Home Mantua News Executive changes help Sewell Raildogs keep old town tradition, build community engagement

Executive changes help Sewell Raildogs keep old town tradition, build community engagement

The board members are excited for what this season will bring for families and players.


The Sun

Changes were made to the executive board at the Sewell Raildogs in hopes of improving players’ and parents’ experience regarding the baseball and softball teams.

Board president Rich Wessel said in the fall of 2018, the board sought to update how it communicates with players and parents, field availability and playability, and to provide additional training, when needed.

Three open board positions were also filled by Chelsea Porter, fundraising and sponsorship manager; Bruce Lawrence, field maintenance; and Pete Nerozzi, operations manager who is involved with the program’s T-ball group (boys and girls ages 4 to 6).

“Lack of emails to parents, opening day pictures, game times and everything you could possibly think of — there was no communication,” said Nerozzi. “The first thing Rich took over was making a monthly email go out and updating our Facebook posts almost daily.”

Since his monthly blasts have started, Wessel said he’s received feedback from parents who are thankful for the program to be as efficient as it is now. He said he’s received emails both registering kids for their respective groups, and to sign up for training clinics, which they had to rework to accommodate the influx of players.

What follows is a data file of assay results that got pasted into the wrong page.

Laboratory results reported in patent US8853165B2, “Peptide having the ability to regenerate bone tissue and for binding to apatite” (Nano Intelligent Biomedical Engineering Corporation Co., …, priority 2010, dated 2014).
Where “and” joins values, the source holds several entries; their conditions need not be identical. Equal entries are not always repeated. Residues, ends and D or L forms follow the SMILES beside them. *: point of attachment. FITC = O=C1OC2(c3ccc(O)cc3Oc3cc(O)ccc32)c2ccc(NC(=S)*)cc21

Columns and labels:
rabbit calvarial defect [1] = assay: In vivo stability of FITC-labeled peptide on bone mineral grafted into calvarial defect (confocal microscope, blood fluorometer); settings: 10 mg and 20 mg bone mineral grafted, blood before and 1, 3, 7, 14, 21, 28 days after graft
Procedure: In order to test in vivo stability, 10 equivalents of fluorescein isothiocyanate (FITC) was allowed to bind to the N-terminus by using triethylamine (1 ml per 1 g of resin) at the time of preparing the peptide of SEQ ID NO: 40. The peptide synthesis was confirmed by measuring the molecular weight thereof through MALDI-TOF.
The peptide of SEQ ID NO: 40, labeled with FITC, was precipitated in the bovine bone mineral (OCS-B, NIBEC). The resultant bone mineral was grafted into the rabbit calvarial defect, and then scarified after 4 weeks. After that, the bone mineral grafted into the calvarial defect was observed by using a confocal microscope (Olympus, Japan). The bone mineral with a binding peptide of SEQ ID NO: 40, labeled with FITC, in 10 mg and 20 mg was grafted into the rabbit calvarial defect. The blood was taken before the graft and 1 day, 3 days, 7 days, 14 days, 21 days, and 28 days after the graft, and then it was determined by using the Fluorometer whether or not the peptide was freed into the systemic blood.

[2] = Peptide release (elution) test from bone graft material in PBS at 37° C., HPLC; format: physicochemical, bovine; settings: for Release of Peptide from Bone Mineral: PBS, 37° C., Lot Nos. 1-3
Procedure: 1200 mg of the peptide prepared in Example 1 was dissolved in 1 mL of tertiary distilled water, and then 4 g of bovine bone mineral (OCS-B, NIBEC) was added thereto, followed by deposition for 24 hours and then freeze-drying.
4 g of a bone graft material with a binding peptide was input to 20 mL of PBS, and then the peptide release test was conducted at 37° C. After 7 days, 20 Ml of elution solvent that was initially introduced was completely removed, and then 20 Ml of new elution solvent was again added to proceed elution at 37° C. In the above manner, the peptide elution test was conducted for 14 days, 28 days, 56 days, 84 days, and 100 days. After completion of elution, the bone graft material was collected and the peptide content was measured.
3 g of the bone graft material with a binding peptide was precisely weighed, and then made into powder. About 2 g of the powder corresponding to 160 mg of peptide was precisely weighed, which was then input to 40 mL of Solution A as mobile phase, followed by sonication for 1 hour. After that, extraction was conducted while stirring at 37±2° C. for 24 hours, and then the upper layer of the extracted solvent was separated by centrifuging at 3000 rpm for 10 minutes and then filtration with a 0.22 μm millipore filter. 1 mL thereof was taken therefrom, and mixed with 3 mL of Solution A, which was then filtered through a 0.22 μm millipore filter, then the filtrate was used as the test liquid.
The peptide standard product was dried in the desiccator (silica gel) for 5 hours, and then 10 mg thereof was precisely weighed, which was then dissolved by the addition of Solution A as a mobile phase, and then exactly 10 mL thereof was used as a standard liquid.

MaryKate Covley, softball trainer who played collegiate softball, said this will be her first season she will be out helping the girls with hitting strategies. Covley is also a third-grade teacher in the Mantua school district, which Wessel added brings a familiar face to the players and parents.

Coaches, said Wessel, will now be more streamlined where they’ll be in a constant loop about other teams because kids move in and out, depending on their ages. They, in addition to the players, will also see changes in the fields’ conditions and better maintenance of the outdoor hitting cages. None of which can be changed until the weather gets warmer and drier.

“Sewell Baseball has always been a big thing for the past 40 years, it’s always been based on the kids,” said Lawrence, who’s been involved with the Raildogs since the 1980s. “It’s a good place for kids to play, it’s what the purpose of the program is for. We have to start to reach out to not only Mantua, but the Harrison and Clearview districts in our neighborhood because we have a lot to offer.”

Wessel and other board members do not foresee a competition with Harrison Heat because they want to see kids get involved and outside playing, regardless of who it’s for.

“As things continue to change in a positive way, what we look forward to is seeing the Sewell Raildogs transform into a great feeder program for Clearview Regional High School,” said Rolando Gautier, head coach of Clearview’s baseball team. “We intend to become active in the changes to come and will be honored to help in whichever way possible.”

With the changes made, and some coming, the board hopes to be more involved in Mantua Township with community cleanups and having the township committee and first responders come out for opening day festivities. Gautier looks to get the Clearview players at the Raildogs’ games, practices and events to help them with development.

The Raildogs welcome boys and girls between the ages of 4 and 16, with most teens being on their respective travel teams. Registration is open until Feb. 28 at www.SewellRaildogsBaeballAndSoftball.com. Opening day is scheduled for April 13.

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